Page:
A crash course on work-relatedness
With 2020 well underway, our safety professionals have printed off a fresh batch of OSHA 300 forms and are duly recording work-related fatalities, injuries and illnesses that occur in workplaces this year.
However, not every work-related incident must be recorded on the OSHA forms. To be recordable, an incident must be work-related and result in death, loss of consciousness, days away from work, restricted work activities, a job transfer or medical treatment beyond first aid.
The most common question I get asked by First Supply’s safety professionals is whether the medical treatment received was beyond first aid. Last year, there was even an incident that we weren’t even sure was work-related. After reading that accident report, my gut reaction was, “Heck no!” An hour later, my legal research confirmed it was work-related, and we grudgingly recorded the incident on the OSHA 300 forms.
What defines work-related?
OSHA defines a work-related incident as one caused by “an event or exposure in the work environment.” Well, what is the work environment? OSHA states that a work environment is “the establishment and other locations where one or more employees are working or are present as a condition of their employment.” OSHA also includes, “the equipment and materials used by the employee during the course of his or her work,” in its definition of a work environment.
There are nine exceptions to the work-related definition above. If a fatality, injury or illness occurs due to one of these scenarios, you do not need to record it on your OSHA 300 forms. The exceptions are:
1. If the employee was present in the work environment as a member of the general public;
2. When signs or symptoms surface at work but result solely from an event or exposure outside the work environment;
3. The injury is solely from voluntary participation in a wellness program or in a medical, fitness or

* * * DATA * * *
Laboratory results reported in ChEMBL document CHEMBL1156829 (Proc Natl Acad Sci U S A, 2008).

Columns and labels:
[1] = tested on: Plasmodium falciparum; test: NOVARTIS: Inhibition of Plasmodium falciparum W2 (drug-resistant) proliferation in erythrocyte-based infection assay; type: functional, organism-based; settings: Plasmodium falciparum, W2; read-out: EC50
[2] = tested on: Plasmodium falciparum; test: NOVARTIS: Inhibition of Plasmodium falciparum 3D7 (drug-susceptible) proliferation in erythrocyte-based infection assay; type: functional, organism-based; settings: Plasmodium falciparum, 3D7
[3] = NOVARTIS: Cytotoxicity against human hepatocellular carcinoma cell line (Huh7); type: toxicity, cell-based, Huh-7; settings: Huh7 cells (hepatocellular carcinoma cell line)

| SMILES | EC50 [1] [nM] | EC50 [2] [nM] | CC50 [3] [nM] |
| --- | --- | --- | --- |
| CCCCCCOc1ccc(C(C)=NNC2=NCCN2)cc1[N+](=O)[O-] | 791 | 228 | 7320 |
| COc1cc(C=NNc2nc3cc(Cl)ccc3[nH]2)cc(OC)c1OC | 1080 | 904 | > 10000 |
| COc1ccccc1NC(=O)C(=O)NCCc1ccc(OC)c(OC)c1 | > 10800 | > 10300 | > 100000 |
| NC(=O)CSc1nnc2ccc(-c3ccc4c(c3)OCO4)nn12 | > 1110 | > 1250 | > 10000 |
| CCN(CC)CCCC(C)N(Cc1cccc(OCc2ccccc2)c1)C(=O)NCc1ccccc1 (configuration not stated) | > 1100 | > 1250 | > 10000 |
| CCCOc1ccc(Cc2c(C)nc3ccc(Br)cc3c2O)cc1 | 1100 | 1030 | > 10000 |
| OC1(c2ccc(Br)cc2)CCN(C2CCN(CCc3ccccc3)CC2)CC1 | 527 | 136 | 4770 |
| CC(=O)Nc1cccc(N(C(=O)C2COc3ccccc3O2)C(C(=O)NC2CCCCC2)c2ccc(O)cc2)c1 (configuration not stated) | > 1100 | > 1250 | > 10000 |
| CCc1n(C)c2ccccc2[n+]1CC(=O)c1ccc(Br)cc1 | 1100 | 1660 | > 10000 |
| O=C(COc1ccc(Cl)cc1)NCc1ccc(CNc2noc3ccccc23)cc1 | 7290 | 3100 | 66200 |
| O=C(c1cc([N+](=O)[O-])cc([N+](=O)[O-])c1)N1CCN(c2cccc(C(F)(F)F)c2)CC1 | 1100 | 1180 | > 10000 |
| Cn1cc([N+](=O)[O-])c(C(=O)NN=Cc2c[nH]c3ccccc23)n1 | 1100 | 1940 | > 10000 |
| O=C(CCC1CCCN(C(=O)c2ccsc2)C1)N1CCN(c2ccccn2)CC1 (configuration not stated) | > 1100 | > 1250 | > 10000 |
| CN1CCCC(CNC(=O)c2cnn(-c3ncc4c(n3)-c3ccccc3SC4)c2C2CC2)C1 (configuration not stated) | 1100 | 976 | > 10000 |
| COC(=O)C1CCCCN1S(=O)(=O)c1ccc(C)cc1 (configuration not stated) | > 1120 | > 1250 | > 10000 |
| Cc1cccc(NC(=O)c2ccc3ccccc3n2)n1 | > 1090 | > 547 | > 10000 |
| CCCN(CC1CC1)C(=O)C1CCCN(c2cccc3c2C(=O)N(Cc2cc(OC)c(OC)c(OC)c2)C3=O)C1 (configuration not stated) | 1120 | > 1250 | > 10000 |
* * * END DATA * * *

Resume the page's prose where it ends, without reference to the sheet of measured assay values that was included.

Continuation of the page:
recreational activity such as blood donation, physical examination, flu shot, exercise class, racquetball or baseball;
4. Results solely from eating, drinking or preparing food or drink for personal consumption. However, food poisoning from food provided by the employer is work-related;
5. The incident occurs solely from an employee doing personal tasks unrelated to their employment at the establishment but outside the employee’s assigned working hours;
6. If the incident is a result of personal grooming, self-medicating, a non-work related condition or is intentionally self-inflicted;
7. If the incident is caused by a motor vehicle accident and occurs on a company parking lot or company access road while the employee is commuting to or from work;
8. The common cold or flu; and
9. Mental illness; unless the employee voluntarily provides a written opinion from a licensed physician, psychiatrist, etc., that states the mental illness is work-related.
Let’s test our work-related knowledge!
An employee was sitting in a company-owned truck parked in the company parking lot during his lunch break. He passed the time by sharpening his personal pocket knife, which he does not use at work. The employee cuts his hand and gets seven stitches but returns to work immediately without restrictions.
Recordable: Exception five from the list above looks tempting; the employee was on site, but the pocketknife wasn’t used for his job, so it is a personal task. However, in a Letter of Interpretation, OSHA has ruled that lunch breaks are considered assigned working hours for OSHA record keeping purposes.
An employee attends a company safety training at which lunch is served to attendees. The employee then has an allergic reaction and is transported via ambulance for medical treatment.
Not recordable: Exception four does not apply because the employee experienced an allergic reaction, not food poisoning, from the meal.
An employee reports to work and his coworkers notice he is sweating profusely. He says he’s been sweating a lot since he woke up. Nonetheless, the employee puts on his PPE: slicker suit, hard hat with face shield and googles, rubber boots and rubber gloves. Later, he tells others that he isn’t feeling well and he’s soon taken to a hospital where he receives oxygen and a saline IV (medical treatment for heat stress), a blood test and monitored vital signs.
Recordable: OSHA states that since the PPE likely contributed to his condition, exception two does not apply and the incident must be recorded. Hopefully, this refresher crash course sharpens the analysis safety professionals make of the workplace incidents that cross their desk this year. A careful study of the work-related definition and the nine exceptions may lighten your 2020 OSHA 300 load.